Entrepreneurship for Development

Delivered to the United Nations by Ambassador Ron Prosor on 26 June 2013



Secretary-General, President of the General Assembly, ladies and gentlemen, and of course, entrepreneurs:


As one of the opening speakers, it’s my job to give a few words at this event’s "Initial Public Offering".


I want to thank the President of the General Assembly for his personal engagement and leadership. We have a wonderful program and I want to thank the panelists who have joined us from far and wide.


Israel’s President Shimon Peres, who just celebrated his 90th birthday, proves that you can remain engaged at any age. He is fond of saying, “The Jews’ greatest contribution to history is dissatisfaction. We’re a nation born to be discontented. Whatever exists we believe can be changed for the better.”


For centuries the Jewish people have taught their children to question the status quo. Generations of parents had few material possessions to offer their children, but they knew that education could unlock a better future. And so we encouraged our children to ask questions, seek alternatives and challenge the accepted and conventional wisdom.


To some it might sound like a cacophony of voices. But if you listen closely, you will hear that it is in fact a symphony of expression. Lively debate and impassioned discussion are the only way to deepen understanding and see new possibilities.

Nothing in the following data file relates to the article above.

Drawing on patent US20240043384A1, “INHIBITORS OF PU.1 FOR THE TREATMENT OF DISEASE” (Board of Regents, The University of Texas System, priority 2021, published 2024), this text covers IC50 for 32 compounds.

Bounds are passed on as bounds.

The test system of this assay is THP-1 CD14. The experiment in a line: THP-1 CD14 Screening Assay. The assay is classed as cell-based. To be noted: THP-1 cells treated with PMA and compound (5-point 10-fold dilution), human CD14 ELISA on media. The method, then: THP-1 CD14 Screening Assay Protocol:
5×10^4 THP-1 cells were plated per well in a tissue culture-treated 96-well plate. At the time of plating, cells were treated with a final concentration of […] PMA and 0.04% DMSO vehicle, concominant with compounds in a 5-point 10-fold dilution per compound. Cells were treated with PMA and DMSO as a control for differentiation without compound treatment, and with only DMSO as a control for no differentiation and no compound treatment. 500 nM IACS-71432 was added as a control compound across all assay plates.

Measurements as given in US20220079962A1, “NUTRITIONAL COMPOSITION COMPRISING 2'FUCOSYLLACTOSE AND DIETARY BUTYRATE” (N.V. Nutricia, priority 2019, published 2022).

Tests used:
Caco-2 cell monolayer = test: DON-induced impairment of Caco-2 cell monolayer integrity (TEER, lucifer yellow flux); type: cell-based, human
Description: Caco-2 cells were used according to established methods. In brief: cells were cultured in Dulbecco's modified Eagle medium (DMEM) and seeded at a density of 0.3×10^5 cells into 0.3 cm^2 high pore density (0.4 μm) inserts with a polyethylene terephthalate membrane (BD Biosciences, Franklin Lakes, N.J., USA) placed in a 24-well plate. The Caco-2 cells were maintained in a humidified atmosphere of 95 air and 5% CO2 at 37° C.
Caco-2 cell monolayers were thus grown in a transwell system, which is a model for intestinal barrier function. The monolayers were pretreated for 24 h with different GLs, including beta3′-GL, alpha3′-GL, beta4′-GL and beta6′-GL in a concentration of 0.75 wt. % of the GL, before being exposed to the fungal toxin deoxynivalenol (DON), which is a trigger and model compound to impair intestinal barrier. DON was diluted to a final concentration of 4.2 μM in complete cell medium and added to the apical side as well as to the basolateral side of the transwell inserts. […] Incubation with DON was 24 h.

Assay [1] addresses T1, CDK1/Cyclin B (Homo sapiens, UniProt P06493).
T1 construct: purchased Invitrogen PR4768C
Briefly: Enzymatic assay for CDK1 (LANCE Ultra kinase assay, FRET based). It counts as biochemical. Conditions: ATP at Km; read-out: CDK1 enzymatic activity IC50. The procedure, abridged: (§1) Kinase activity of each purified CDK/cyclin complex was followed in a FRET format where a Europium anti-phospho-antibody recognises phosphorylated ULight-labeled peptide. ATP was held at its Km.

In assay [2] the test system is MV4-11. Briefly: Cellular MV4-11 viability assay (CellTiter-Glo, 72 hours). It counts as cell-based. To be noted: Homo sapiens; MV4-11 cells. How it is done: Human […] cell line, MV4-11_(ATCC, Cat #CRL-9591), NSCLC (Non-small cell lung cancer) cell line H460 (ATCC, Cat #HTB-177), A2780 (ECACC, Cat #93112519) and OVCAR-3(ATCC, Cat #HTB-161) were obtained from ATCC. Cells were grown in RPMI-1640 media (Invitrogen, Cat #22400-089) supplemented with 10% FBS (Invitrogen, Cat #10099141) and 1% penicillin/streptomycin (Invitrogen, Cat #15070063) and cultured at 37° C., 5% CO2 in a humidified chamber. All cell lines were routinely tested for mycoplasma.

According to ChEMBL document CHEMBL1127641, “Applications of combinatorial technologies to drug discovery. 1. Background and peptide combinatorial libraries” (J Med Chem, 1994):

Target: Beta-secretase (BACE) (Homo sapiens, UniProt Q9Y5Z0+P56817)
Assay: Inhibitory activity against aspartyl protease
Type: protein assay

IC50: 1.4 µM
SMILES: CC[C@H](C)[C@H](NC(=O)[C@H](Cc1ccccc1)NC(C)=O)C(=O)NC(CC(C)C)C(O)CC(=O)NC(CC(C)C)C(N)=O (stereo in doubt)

We look forward to the day when mothers encourage their children to be entrepreneurs. Many of you know that one of the founders of Google, Sergey Brin, dropped out of his Ph.D. program to create, what is today, the most popular and profitable search engine. Despite his tremendous success, I have no doubt Sergey’s mother continues to ask when he will return to school and finish his degree.


Ladies and gentleman,


Today belongs to those who are not afraid to fail, to question, and to dream. Those who are not restrained by the confines of how things are; but rather see the world as it could be and as it should be.


This spirit of entrepreneurship can be seen in Evans Wadongo. Evans grew up in a small mud home in Kenya with no electricity or running water. As a child, he struggled to complete his school work by the dim light from a kerosene lamp. Years of exposure to its harmful smoke eventually damaged his eyes.


As a college student, Evans came up with the idea of replacing kerosene lamps with solar-powered lanterns. His lamps are illuminating a path to a better future for thousands of people in Kenya and Malawi.


Throughout the world, individuals like Evans are using their ingenuity to find solutions that are making entire communities safer, healthier and more productive.


To all the entrepreneurs here today I say this – thank you. It’s not easy to stand up for what you believe in. And it’s not easy to push the boundaries. But every obstacle you overcome helps pave the way for future entrepreneurs.


And we need you. We need you to help change the world. We need you to tackle the most pressing problems - poverty, disease and suffering.


You come from many nations and speak many languages. But today you have converged to form a global tapestry of imagination woven by common threads. You share boundless ingenuity. You have the courage to reject the status quo. And you understand that in order to succeed, you first have to fail.